Today, I thought I would create a vase using silver foliage and just the pretty, late flowering pinks, Dianthus rupicola which comes from Sicily.
Unfortunately, I am unable to use restraint whether in a vase or in the garden. There are always so many other pretties that catch my eye. The minimalist gene seems to be missing from my make-up. So the vase got filled up with many other pink flowers and even bits of purple and lilac.
I went to a talk on Saturday by Twigs Way, who is writing a book about the social and cultural history of the carnation. Who would have thought that the little Dianthus could have accrued so many layers of religious and cultural significance over the centuries? Our knowledge of it dates from classical times, for it was cited by Theophrastus. Christianity adopted it as a symbol of Mary’s tears and just to make sure that it was a Christian symbol divorced from Pagan beliefs, the flowers were also said to represent nails that were used to nail Jesus to the cross. It is used widely in Renaissance nativity paintings.
Later the flower came to be associated with revolutionary movements. The Carnation Revolution in Portugal in 1974, was so called, because not a shot was fired and people came out to adorn the rifles and uniforms of the army with carnations.
Oscar Wilde adopted the green carnation as a symbol of his sexuality.I saw him relaxing in Merrion Park in Dublin earlier this year. As you see he is showing us his carnation.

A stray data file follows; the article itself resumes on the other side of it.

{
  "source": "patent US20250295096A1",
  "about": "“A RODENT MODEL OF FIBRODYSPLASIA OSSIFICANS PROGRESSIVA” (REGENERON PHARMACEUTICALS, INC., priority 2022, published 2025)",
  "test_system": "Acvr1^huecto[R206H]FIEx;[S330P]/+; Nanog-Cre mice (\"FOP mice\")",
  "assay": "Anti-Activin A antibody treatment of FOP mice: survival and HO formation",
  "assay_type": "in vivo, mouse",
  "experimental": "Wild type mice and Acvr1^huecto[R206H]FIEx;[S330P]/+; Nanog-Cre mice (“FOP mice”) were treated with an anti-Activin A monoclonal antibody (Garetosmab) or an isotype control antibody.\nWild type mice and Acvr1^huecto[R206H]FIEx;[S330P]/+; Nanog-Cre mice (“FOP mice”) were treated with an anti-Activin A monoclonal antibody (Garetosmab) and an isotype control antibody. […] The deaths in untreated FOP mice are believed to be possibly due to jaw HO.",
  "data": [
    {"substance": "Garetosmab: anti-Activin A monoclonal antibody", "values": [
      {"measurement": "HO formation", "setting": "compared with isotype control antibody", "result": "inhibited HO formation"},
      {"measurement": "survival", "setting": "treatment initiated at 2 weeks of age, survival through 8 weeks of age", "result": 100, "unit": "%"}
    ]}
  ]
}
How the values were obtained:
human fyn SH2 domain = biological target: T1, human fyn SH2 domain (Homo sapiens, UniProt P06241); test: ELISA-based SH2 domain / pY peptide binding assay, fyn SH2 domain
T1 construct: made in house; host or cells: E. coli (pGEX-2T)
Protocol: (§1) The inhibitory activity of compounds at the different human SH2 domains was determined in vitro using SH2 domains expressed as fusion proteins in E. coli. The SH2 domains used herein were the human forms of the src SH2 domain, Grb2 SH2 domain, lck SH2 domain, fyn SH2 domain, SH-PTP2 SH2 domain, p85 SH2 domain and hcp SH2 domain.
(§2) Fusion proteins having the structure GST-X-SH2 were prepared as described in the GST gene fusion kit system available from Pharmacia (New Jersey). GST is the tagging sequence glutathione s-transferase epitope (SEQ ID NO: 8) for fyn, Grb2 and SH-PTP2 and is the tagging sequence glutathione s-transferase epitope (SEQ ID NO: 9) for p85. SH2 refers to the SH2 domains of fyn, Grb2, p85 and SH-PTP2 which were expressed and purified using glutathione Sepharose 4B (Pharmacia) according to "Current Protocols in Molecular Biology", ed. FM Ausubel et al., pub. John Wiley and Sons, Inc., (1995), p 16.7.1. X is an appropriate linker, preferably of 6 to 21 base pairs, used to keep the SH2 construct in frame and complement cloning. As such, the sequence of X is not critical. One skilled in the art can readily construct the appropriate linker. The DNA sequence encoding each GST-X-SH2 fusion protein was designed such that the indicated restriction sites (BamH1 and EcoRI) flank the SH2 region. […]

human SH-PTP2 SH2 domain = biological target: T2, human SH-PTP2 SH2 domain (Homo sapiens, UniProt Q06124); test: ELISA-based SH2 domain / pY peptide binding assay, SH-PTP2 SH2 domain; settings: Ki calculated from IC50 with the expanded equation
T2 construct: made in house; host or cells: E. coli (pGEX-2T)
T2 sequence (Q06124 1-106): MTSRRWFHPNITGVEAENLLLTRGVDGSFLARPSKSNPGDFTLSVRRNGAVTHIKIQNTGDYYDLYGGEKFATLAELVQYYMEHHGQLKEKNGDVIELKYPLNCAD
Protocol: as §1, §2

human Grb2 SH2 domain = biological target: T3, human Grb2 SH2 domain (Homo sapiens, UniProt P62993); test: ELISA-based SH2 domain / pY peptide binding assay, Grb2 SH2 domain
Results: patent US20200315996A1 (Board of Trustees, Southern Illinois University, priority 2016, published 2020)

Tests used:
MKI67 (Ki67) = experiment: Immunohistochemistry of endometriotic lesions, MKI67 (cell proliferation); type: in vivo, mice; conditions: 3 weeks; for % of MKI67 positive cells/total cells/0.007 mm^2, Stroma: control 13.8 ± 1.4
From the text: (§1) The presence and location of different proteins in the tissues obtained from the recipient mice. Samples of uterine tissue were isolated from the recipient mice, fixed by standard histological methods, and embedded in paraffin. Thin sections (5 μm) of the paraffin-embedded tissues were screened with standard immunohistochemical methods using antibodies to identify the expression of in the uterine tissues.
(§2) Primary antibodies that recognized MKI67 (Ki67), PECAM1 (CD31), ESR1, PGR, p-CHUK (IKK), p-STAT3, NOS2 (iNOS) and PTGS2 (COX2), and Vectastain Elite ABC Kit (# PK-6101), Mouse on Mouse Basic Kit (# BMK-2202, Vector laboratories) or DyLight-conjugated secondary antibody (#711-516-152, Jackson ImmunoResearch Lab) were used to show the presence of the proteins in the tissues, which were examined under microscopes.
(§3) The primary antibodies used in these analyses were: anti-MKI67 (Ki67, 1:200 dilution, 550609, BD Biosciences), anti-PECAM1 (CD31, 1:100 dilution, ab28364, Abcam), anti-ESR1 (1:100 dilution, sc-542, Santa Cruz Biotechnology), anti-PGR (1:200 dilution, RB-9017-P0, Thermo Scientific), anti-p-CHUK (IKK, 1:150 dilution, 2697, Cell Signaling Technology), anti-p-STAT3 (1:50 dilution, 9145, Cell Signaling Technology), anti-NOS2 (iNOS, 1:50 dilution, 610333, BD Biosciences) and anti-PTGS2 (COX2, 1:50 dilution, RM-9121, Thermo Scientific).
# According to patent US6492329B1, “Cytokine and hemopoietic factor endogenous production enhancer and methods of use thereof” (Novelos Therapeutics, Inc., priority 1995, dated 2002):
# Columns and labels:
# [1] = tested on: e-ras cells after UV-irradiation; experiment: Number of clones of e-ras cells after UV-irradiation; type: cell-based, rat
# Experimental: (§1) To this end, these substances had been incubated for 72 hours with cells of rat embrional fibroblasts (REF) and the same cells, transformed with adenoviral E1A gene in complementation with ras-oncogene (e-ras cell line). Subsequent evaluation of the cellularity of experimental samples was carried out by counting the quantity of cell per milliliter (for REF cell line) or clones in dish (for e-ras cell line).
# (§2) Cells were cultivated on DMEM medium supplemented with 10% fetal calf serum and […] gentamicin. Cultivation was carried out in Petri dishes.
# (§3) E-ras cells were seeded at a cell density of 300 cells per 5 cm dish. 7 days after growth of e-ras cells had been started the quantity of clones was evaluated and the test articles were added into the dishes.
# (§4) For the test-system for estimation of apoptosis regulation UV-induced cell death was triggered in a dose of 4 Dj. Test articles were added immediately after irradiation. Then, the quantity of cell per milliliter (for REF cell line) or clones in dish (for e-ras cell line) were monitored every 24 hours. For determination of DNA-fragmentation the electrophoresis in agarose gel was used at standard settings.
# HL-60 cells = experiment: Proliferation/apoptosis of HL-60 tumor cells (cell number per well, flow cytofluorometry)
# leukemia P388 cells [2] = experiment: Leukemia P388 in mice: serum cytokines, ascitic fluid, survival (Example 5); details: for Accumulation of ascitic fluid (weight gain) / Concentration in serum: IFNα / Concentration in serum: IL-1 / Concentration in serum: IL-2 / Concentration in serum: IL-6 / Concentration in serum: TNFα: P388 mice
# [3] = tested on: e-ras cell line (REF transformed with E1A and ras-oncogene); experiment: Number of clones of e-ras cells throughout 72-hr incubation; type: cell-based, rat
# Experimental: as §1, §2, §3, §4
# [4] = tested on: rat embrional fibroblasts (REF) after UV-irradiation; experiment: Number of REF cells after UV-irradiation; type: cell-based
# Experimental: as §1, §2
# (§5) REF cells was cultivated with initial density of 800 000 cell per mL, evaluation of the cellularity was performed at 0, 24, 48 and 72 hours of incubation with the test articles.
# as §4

What really surprised me is that the word for pink as a colour was only adopted in the seventeenth century. The word comes from the pinked edges of the flower. Another surprise was the fact that the idea of pink for girls and blue for boys only became popular in in the 1940s. In the nineteenth century blue was considered much more feminine; after all the Virgin Mary was depicted wearing blue to show her purity. Pink was a more delicate shade of red and suitable for little boys as it was a paler shade of the martial redcoat. I have to say this little boy doesn’t look very happy in his pink dress.
Anyway, as usual I digress. My pink arrangement is in a cranberry glass vase and I have used a Chinese famille rose plate to carry on the pink theme.
The flowers include a dark pink rose ‘Princess Alexandra’.
I have used two Salvias. One is Salvia ‘Wendy’s Wish’ which flowers all summer. The other is Salvia involucrata ‘Bethellii’ which is late flowering but reliably hardy.
I used some Diascia personata which flowers all summer long and gets bigger and better as the season goes on. The foliage is artemesia , santolina and pink variegated fuchsia. The feathery pennisetum seedheads keep getting recycled in my arrangements.
I used Dahlia ‘Rebecca’s World’ and cleome. I think Cleome spinosa is well named. I have never picked it before but it is really spiny and uncomfortable to handle.
I finished the arrangement off with some colchicums. Cathy used some last week and I thought how pretty they look. I had never thought of picking them before.
So there we have my pink offering today.
Thank you Cathy for hosting. Everyone is out picking flowers today for In a Vase on Monday. Do join in.